Some may not agree with our strategies and not everything will work for every family and child, but I hope, if you're going through a fussy eating stage with your child, you might be able to take something from things that have worked for us. 

I'd love to hear your tips and experiences when it comes to fussy eating, please share them in the comments :)



  1. This is all so true. We're not always able to eat as a family during the week because of my husband's work but I always notice that my toddler eats better when we do eat together.

    Jenna at Tinyfootsteps xx

  2. This was such a lovely read! My mum was the same with us in regards to if you don't eat whats on your plate you go without. Another one she enforced was not to leave the table until we were finished. If we left the table that meant no more food (or desert) and this worked well when we were all out and i think these are 2 things ill enforce too.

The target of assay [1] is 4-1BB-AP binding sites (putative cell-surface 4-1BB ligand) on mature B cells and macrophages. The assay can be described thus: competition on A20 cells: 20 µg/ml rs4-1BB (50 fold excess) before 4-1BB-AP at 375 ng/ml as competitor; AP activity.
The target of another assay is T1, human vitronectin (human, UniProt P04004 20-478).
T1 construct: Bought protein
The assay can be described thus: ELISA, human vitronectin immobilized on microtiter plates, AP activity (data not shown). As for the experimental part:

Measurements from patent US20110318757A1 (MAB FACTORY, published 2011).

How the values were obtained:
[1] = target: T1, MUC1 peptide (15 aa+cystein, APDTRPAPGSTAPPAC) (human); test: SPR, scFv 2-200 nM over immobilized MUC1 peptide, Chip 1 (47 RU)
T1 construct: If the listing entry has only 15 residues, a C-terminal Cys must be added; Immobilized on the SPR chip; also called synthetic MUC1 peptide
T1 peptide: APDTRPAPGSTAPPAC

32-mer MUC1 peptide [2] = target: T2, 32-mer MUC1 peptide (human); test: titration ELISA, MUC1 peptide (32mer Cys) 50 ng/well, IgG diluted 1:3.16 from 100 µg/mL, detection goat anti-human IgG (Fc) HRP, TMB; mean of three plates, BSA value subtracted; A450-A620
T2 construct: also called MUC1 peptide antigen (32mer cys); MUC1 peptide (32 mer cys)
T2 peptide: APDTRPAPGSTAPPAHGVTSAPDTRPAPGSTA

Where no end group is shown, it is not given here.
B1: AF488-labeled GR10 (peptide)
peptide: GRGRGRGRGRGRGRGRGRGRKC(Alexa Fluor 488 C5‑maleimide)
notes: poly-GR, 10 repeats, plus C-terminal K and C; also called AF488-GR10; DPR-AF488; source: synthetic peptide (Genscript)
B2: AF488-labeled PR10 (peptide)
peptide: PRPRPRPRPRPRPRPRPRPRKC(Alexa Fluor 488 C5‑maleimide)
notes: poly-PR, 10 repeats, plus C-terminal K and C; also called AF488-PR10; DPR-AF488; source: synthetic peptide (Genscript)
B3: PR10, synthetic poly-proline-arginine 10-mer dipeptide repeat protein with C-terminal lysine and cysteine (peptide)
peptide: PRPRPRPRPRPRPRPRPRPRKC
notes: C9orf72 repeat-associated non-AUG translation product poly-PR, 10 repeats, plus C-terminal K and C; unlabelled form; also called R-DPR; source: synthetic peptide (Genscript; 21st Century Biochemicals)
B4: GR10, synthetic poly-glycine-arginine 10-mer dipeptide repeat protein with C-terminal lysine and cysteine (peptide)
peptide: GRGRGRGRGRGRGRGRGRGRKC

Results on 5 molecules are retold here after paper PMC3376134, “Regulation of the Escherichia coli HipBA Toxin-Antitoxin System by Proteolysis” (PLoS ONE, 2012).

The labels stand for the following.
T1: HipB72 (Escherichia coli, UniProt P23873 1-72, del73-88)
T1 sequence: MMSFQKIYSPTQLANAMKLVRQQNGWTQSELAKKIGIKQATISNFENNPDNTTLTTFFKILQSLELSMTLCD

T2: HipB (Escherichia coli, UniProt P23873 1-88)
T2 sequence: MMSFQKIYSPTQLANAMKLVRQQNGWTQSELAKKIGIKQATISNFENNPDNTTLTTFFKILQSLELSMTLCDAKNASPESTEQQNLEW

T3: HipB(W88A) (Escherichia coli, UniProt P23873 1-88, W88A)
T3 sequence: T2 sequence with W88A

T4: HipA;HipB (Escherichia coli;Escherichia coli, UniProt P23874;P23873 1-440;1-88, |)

I'm so glad she's started eating chicken again too! The serving plates sounds like a great idea!!!

    Lucie -

  3. I am hot on table manners, my huge gripe is when kids say they can't eat anymore but the parent still offers a pudding (which obviously the kids will eat!) if they're saying they are full, they should be treated like they are.